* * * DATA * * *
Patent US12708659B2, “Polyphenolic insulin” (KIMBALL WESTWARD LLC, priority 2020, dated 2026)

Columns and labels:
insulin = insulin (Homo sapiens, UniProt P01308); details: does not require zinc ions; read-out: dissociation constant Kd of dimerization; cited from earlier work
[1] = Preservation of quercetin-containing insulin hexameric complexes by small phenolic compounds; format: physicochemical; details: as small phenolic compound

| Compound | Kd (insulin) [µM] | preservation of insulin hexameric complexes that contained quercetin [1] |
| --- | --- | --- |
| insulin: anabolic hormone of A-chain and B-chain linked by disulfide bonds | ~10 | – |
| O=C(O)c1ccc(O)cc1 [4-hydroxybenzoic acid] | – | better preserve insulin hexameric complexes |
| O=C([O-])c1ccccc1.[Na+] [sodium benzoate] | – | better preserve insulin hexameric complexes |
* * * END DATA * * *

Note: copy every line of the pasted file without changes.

Patent US12708659B2, “Polyphenolic insulin” (KIMBALL WESTWARD LLC, priority 2020, dated 2026)

Columns and labels:
insulin = insulin (Homo sapiens, UniProt P01308); details: does not require zinc ions; read-out: dissociation constant Kd of dimerization; cited from earlier work
[1] = Preservation of quercetin-containing insulin hexameric complexes by small phenolic compounds; format: physicochemical; details: as small phenolic compound

| Compound | Kd (insulin) [µM] | preservation of insulin hexameric complexes that contained quercetin [1] |
| --- | --- | --- |
| insulin: anabolic hormone of A-chain and B-chain linked by disulfide bonds | ~10 | – |
| O=C(O)c1ccc(O)cc1 [4-hydroxybenzoic acid] | – | better preserve insulin hexameric complexes |
| O=C([O-])c1ccccc1.[Na+] [sodium benzoate] | – | better preserve insulin hexameric complexes |